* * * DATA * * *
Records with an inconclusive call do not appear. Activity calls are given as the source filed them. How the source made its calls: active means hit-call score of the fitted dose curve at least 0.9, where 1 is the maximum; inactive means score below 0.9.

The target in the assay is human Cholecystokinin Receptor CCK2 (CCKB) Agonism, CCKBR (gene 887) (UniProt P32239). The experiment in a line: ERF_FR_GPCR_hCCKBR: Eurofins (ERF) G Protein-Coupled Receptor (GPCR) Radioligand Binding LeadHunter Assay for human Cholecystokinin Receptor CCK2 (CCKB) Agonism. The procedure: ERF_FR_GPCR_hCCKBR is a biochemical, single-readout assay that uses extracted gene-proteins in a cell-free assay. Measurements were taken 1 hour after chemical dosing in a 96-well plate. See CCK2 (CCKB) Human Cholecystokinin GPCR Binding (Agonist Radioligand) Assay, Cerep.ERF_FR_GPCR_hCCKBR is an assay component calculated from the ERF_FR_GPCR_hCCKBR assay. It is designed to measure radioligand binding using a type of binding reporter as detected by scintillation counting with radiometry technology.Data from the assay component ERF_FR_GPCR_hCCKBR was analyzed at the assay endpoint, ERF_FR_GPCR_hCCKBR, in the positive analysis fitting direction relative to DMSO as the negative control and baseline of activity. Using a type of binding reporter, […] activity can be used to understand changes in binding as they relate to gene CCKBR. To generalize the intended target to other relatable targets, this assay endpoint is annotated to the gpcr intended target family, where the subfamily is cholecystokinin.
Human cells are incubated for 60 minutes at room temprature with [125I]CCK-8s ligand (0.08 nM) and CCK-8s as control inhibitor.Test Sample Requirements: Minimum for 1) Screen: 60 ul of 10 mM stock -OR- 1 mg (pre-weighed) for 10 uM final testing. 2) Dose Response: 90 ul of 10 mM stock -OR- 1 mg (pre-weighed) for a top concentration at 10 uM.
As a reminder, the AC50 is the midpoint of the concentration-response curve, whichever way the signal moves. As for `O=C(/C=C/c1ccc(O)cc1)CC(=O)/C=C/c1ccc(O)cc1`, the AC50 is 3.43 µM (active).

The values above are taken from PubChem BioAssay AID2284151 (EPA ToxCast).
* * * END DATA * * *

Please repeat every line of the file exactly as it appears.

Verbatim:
Records with an inconclusive call do not appear. Activity calls are given as the source filed them. How the source made its calls: active means hit-call score of the fitted dose curve at least 0.9, where 1 is the maximum; inactive means score below 0.9.

The target in the assay is human Cholecystokinin Receptor CCK2 (CCKB) Agonism, CCKBR (gene 887) (UniProt P32239). The experiment in a line: ERF_FR_GPCR_hCCKBR: Eurofins (ERF) G Protein-Coupled Receptor (GPCR) Radioligand Binding LeadHunter Assay for human Cholecystokinin Receptor CCK2 (CCKB) Agonism. The procedure: ERF_FR_GPCR_hCCKBR is a biochemical, single-readout assay that uses extracted gene-proteins in a cell-free assay. Measurements were taken 1 hour after chemical dosing in a 96-well plate. See CCK2 (CCKB) Human Cholecystokinin GPCR Binding (Agonist Radioligand) Assay, Cerep.ERF_FR_GPCR_hCCKBR is an assay component calculated from the ERF_FR_GPCR_hCCKBR assay. It is designed to measure radioligand binding using a type of binding reporter as detected by scintillation counting with radiometry technology.Data from the assay component ERF_FR_GPCR_hCCKBR was analyzed at the assay endpoint, ERF_FR_GPCR_hCCKBR, in the positive analysis fitting direction relative to DMSO as the negative control and baseline of activity. Using a type of binding reporter, […] activity can be used to understand changes in binding as they relate to gene CCKBR. To generalize the intended target to other relatable targets, this assay endpoint is annotated to the gpcr intended target family, where the subfamily is cholecystokinin.
Human cells are incubated for 60 minutes at room temprature with [125I]CCK-8s ligand (0.08 nM) and CCK-8s as control inhibitor.Test Sample Requirements: Minimum for 1) Screen: 60 ul of 10 mM stock -OR- 1 mg (pre-weighed) for 10 uM final testing. 2) Dose Response: 90 ul of 10 mM stock -OR- 1 mg (pre-weighed) for a top concentration at 10 uM.
As a reminder, the AC50 is the midpoint of the concentration-response curve, whichever way the signal moves. As for `O=C(/C=C/c1ccc(O)cc1)CC(=O)/C=C/c1ccc(O)cc1`, the AC50 is 3.43 µM (active).

The values above are taken from PubChem BioAssay AID2284151 (EPA ToxCast).